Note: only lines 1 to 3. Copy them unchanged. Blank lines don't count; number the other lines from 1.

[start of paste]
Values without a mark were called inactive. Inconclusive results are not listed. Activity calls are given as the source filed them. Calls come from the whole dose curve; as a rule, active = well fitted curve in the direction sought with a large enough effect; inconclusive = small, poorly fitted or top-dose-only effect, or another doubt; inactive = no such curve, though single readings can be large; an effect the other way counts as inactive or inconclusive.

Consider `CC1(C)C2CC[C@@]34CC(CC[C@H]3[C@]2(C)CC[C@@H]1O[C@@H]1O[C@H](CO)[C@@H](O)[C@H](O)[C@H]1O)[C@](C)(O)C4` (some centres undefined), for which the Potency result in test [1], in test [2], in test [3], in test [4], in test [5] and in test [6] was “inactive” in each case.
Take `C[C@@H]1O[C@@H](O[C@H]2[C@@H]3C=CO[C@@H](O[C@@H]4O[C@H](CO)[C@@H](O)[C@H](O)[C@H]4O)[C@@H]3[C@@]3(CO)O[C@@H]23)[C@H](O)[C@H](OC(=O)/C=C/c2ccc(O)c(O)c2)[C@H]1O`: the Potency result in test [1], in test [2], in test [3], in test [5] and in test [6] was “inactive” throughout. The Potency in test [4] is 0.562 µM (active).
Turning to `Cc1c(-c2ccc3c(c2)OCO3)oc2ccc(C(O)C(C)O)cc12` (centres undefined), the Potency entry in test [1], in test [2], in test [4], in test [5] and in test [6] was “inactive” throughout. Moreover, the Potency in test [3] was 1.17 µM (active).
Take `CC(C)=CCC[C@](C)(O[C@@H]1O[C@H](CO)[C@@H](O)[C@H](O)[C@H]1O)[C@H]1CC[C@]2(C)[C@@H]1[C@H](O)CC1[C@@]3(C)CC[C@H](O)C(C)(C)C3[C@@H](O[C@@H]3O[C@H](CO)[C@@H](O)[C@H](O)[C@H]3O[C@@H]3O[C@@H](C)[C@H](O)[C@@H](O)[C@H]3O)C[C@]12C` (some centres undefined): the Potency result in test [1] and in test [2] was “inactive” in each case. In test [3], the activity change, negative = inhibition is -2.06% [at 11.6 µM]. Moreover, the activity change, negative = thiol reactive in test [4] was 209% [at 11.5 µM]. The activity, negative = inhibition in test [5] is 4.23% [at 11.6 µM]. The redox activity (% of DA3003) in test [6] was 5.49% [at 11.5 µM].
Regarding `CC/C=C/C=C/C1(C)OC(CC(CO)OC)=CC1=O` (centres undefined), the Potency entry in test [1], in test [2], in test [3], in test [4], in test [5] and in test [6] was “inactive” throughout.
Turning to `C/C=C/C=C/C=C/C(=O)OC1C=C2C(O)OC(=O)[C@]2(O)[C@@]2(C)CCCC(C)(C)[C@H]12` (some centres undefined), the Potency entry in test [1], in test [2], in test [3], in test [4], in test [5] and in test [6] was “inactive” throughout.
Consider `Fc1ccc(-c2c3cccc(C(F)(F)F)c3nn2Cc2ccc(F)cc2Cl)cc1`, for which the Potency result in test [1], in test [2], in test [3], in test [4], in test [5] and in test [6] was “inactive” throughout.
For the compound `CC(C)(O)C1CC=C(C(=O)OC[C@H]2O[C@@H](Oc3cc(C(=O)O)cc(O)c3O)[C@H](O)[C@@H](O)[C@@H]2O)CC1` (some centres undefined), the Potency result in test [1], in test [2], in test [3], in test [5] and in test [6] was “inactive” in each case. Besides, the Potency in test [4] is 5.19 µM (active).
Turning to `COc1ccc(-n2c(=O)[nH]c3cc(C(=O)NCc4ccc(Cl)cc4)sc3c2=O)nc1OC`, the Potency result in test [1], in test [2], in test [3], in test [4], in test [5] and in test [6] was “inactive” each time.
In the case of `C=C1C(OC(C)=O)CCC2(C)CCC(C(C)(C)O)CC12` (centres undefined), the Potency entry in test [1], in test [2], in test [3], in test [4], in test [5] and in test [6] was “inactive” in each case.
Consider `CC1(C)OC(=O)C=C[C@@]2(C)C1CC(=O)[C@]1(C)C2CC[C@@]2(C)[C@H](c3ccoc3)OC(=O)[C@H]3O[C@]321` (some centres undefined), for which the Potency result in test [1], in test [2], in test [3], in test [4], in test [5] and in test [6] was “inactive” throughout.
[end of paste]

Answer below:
Values without a mark were called inactive. Inconclusive results are not listed. Activity calls are given as the source filed them. Calls come from the whole dose curve; as a rule, active = well fitted curve in the direction sought with a large enough effect; inconclusive = small, poorly fitted or top-dose-only effect, or another doubt; inactive = no such curve, though single readings can be large; an effect the other way counts as inactive or inconclusive.

Consider `CC1(C)C2CC[C@@]34CC(CC[C@H]3[C@]2(C)CC[C@@H]1O[C@@H]1O[C@H](CO)[C@@H](O)[C@H](O)[C@H]1O)[C@](C)(O)C4` (some centres undefined), for which the Potency result in test [1], in test [2], in test [3], in test [4], in test [5] and in test [6] was “inactive” in each case.
Take `C[C@@H]1O[C@@H](O[C@H]2[C@@H]3C=CO[C@@H](O[C@@H]4O[C@H](CO)[C@@H](O)[C@H](O)[C@H]4O)[C@@H]3[C@@]3(CO)O[C@@H]23)[C@H](O)[C@H](OC(=O)/C=C/c2ccc(O)c(O)c2)[C@H]1O`: the Potency result in test [1], in test [2], in test [3], in test [5] and in test [6] was “inactive” throughout. The Potency in test [4] is 0.562 µM (active).